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QA Monograph Being Taught in Graduate Schools Around the World

by Cynthia F. Young, Senior Staff Writer

Several graduate schools in the United States, Europe, and Africa have found the QA Project’s recently published monograph, A Modern Paradigm for Improving Healthcare Quality, to be a practical, useful text for their public health courses this year.

Modern Paradigm thumbnail

The monograph’s concepts of modern quality improvement (QI), case studies, and models are being taught at Boston University, Tulane University, Maastricht University in the Netherlands, and Universidade Eduardo Mondlane in Mozambique.

“The approach that the QA Project has taken fits well with Boston University School of Public Health's goal of providing practical, relevant knowledge and skills to health professionals from developing and transitional economies,” said Professor Taryn Vian. 

Professor Vian, Assistant Professor in the Department of International Health at Boston University’s School of Public Health, plans to use the monograph in the university’s Certificate Program in Management and Finance for International Health this autumn.

“The monograph presents, in a clear, concise, and illustrated way, key aspects of quality management including the improvement model, evidence-based medicine, and quality tools,” Professor Vian continued. “It emphasizes ways to apply these concepts to practical problems in the field, giving actual case examples. I also like the step-by-step instructions on how to collect, analyze, and display data for quality management decisions.”

Professor Vinod K. Thukral, Ph.D., a Clinical Professor at the School of Public Health and Tropical Medicine at Tulane University in New Orleans, uses the monograph in his International Health Care Management graduate courses, and to teach medical and health administration students in India.

 “The students, particularly from overseas, love it,” said Professor Thukral. “They can see the benefits of quality improvement performance in real-world examples.” He assigns monographs so students can become familiar with work being done around the world, and sees the QA Monograph as a source of reliable, practical, and useful information. “Students love it because they can see the usefulness of what they are studying.”

 “The monograph really is marvelous and a real service to all of us who are trying to struggle with this material,” agreed Helen L. Smits, M.D. A visiting scholar at the Robert F. Wagner School of Public Service at New York University, she is teaching in a new masters program in public health at the Faculdidade de Medcina at the Universidade Eduardo Mondlane in Maputo, Mozambique. “I am a big enthusiast about the monograph.”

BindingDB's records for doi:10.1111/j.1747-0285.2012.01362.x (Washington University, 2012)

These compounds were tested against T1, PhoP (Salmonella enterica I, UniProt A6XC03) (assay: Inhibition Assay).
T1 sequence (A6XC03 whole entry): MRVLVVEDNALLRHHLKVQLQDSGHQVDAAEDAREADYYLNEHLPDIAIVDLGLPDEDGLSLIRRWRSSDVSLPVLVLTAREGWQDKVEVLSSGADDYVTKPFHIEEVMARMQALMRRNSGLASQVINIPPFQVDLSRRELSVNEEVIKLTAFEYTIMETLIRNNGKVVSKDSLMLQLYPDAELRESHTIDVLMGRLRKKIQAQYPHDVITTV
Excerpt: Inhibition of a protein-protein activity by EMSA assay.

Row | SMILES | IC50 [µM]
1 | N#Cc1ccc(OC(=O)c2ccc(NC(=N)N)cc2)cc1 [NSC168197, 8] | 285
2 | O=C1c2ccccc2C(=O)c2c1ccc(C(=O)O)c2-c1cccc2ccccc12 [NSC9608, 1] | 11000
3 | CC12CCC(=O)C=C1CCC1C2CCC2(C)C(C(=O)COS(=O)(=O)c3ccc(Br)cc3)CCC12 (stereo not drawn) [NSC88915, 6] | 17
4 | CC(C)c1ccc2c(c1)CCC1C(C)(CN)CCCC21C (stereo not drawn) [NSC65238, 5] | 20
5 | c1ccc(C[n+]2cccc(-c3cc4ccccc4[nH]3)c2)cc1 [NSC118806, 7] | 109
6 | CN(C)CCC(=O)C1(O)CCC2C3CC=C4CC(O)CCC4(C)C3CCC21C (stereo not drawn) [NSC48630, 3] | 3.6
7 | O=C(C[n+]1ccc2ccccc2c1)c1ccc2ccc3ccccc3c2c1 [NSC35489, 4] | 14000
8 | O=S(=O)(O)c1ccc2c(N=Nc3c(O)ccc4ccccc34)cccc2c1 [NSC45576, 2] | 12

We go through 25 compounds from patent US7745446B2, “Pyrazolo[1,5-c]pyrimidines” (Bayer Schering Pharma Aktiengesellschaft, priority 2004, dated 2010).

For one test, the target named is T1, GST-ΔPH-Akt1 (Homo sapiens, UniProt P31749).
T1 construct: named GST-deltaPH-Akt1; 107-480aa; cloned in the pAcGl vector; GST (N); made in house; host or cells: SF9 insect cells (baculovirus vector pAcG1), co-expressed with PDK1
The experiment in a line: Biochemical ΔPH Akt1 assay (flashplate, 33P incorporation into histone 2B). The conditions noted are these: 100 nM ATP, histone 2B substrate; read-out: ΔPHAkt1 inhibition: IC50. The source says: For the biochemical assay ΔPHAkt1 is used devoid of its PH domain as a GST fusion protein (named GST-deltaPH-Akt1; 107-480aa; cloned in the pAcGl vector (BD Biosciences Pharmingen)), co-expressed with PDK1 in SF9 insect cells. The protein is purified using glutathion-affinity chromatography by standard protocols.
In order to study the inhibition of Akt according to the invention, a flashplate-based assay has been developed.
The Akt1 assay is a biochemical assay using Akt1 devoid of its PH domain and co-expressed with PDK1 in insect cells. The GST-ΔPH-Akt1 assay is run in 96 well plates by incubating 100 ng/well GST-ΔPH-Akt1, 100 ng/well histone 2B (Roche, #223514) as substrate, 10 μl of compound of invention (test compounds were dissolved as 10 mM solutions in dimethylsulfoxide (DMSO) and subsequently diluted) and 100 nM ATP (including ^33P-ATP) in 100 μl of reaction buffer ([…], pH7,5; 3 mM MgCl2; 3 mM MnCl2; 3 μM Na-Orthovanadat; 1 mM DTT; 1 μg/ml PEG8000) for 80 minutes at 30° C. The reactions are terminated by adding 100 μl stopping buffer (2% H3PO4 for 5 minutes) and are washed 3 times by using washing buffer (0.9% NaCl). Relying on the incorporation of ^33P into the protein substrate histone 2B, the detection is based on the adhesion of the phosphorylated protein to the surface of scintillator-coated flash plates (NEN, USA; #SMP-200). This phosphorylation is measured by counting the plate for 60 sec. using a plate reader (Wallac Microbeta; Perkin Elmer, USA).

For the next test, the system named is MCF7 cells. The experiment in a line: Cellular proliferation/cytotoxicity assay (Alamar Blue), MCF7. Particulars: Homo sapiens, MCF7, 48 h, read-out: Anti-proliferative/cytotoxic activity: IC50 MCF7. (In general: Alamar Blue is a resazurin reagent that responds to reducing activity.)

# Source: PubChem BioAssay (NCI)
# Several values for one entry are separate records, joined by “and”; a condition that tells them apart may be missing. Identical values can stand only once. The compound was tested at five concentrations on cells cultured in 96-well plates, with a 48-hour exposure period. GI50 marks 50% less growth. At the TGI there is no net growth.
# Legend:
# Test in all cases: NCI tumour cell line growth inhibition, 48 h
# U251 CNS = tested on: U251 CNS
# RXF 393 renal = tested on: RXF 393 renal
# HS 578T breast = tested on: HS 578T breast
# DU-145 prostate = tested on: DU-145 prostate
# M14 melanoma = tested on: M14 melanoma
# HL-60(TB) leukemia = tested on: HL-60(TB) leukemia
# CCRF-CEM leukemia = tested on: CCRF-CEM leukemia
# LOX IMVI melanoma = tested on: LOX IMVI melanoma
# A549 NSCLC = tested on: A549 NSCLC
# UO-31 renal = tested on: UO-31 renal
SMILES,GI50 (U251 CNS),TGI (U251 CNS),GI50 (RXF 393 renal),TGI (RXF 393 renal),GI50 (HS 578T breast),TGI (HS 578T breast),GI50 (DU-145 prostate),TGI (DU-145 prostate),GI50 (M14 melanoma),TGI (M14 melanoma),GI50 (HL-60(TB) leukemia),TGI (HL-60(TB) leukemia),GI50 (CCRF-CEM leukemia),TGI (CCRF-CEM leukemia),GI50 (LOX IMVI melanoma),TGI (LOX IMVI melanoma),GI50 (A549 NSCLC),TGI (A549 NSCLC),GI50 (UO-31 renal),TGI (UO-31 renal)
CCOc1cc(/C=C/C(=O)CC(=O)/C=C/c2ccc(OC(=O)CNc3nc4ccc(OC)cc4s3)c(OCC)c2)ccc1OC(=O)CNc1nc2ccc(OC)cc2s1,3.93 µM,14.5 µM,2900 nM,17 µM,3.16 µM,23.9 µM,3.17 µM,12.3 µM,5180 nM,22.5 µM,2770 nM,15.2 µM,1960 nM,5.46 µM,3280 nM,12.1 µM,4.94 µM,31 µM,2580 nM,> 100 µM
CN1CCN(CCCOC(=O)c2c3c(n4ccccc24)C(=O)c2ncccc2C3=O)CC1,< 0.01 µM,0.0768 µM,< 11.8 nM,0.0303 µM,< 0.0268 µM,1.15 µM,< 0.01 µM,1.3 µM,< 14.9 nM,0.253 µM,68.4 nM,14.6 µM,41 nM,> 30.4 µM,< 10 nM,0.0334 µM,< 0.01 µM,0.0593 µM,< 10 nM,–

Professor Smits plans to introduce QI using parts of the monograph in her general health system and policy course in Mozambique. She plans to assign the full monograph in her management course next semester and ask students to design an intervention in one of the school’s local facilities.

 At Maastricht University, Dr. Frank Verheggen, Ph.D., introduced the monograph framework to Ph.D. students in the Faculty of Health Science’s MPH program in March. He was interested in learning how the students would adopt the four models to their own situations in developing and Eastern European countries.

The QA Project’s 78-page monograph, which was funded by the U.S. Agency of International Development, outlines the principles and frameworks underlying modern quality improvement in healthcare, including the integration of evidence-based medicine in improving clinical quality. It simplifies quality improvement recognizing that this flexible methodology can be applied through a variety of approaches along a spectrum of increasing complexity. Four applications of QI are described and illustrated with case examples on individual problem solving, rapid team problem solving, systematic team problem solving, and ongoing process improvement. The monograph’s final section describes a number of useful tools in quality improvement in developing countries.

The monograph was written by Rashad Massoud, Karen Askov, Jolee Reinke, Lynne Miller Franco, Thada Bornstein, Elisa Knebel, and Catherine MacAuley. It is part of the QA Project’s Quality Assurance Monograph series, which presents validated and methodologically sound QA tools and materials to health practitioners.  To download  the monograph, link to the  QA Monograph products page.

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The Quality Assurance Project (QAP) is funded by the U.S. Agency for International Development
(USAID) under Contract Number GPH-C-00-02-00004-00.